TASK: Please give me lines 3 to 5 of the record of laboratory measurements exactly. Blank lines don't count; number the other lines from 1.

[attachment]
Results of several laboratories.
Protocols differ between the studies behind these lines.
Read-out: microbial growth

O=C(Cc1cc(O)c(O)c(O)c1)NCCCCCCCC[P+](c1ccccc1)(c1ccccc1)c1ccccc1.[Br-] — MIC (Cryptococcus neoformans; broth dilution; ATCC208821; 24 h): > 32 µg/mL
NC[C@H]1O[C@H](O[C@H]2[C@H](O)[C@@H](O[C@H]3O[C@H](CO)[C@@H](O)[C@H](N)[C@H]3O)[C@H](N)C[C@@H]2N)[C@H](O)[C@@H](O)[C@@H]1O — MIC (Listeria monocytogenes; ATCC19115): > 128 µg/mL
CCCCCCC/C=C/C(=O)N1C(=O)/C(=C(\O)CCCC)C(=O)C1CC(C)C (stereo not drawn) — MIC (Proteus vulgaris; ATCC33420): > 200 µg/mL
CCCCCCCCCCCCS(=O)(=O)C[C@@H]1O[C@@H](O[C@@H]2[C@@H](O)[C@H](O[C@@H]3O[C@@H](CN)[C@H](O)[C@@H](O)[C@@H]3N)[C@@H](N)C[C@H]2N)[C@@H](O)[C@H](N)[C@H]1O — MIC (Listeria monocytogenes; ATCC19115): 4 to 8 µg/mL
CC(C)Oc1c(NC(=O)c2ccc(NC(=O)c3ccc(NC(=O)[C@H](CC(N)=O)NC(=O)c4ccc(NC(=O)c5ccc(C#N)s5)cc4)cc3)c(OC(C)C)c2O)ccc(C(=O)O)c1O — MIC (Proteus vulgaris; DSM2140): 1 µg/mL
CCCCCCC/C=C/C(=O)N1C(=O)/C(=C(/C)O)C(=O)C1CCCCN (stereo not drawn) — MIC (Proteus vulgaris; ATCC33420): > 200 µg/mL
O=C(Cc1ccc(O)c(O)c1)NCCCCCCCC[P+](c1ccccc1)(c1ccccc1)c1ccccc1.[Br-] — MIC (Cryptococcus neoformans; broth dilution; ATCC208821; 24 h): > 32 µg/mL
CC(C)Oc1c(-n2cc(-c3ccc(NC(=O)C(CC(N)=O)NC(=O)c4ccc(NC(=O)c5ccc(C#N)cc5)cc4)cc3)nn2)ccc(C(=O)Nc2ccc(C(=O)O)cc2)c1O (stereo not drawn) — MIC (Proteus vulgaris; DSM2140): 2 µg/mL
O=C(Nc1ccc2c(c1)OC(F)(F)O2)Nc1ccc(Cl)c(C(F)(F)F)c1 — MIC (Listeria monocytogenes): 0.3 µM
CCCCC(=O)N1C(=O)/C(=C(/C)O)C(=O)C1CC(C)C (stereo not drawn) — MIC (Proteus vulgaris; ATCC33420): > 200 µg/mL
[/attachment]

Read-out: microbial growth

O=C(Cc1cc(O)c(O)c(O)c1)NCCCCCCCC[P+](c1ccccc1)(c1ccccc1)c1ccccc1.[Br-] — MIC (Cryptococcus neoformans; broth dilution; ATCC208821; 24 h): > 32 µg/mL
NC[C@H]1O[C@H](O[C@H]2[C@H](O)[C@@H](O[C@H]3O[C@H](CO)[C@@H](O)[C@H](N)[C@H]3O)[C@H](N)C[C@@H]2N)[C@H](O)[C@@H](O)[C@@H]1O — MIC (Listeria monocytogenes; ATCC19115): > 128 µg/mL